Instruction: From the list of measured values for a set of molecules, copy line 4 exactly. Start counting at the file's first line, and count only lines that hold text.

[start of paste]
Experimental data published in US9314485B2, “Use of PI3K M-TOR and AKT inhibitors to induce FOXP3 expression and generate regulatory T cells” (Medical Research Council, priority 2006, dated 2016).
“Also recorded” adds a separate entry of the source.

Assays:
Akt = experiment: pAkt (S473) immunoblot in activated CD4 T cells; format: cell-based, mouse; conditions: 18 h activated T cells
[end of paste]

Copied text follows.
Akt = experiment: pAkt (S473) immunoblot in activated CD4 T cells; format: cell-based, mouse; conditions: 18 h activated T cells